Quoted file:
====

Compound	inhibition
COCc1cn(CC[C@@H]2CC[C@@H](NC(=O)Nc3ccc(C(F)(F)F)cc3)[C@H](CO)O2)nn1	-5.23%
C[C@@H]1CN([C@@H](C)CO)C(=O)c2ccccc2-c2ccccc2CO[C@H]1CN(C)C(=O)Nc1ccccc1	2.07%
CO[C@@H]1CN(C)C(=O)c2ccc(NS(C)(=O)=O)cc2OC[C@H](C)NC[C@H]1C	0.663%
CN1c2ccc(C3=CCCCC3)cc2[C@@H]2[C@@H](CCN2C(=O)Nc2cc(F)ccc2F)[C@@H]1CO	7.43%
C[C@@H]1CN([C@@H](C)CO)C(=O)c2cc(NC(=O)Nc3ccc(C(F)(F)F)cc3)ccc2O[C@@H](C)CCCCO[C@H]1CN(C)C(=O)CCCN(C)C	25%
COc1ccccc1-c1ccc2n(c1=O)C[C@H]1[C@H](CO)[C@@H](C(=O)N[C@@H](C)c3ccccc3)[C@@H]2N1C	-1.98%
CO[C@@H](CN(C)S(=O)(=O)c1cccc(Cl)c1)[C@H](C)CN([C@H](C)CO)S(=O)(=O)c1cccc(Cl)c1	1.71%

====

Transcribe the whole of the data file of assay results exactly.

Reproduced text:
Compound	inhibition
COCc1cn(CC[C@@H]2CC[C@@H](NC(=O)Nc3ccc(C(F)(F)F)cc3)[C@H](CO)O2)nn1	-5.23%
C[C@@H]1CN([C@@H](C)CO)C(=O)c2ccccc2-c2ccccc2CO[C@H]1CN(C)C(=O)Nc1ccccc1	2.07%
CO[C@@H]1CN(C)C(=O)c2ccc(NS(C)(=O)=O)cc2OC[C@H](C)NC[C@H]1C	0.663%
CN1c2ccc(C3=CCCCC3)cc2[C@@H]2[C@@H](CCN2C(=O)Nc2cc(F)ccc2F)[C@@H]1CO	7.43%
C[C@@H]1CN([C@@H](C)CO)C(=O)c2cc(NC(=O)Nc3ccc(C(F)(F)F)cc3)ccc2O[C@@H](C)CCCCO[C@H]1CN(C)C(=O)CCCN(C)C	25%
COc1ccccc1-c1ccc2n(c1=O)C[C@H]1[C@H](CO)[C@@H](C(=O)N[C@@H](C)c3ccccc3)[C@@H]2N1C	-1.98%
CO[C@@H](CN(C)S(=O)(=O)c1cccc(Cl)c1)[C@H](C)CN([C@H](C)CO)S(=O)(=O)c1cccc(Cl)c1	1.71%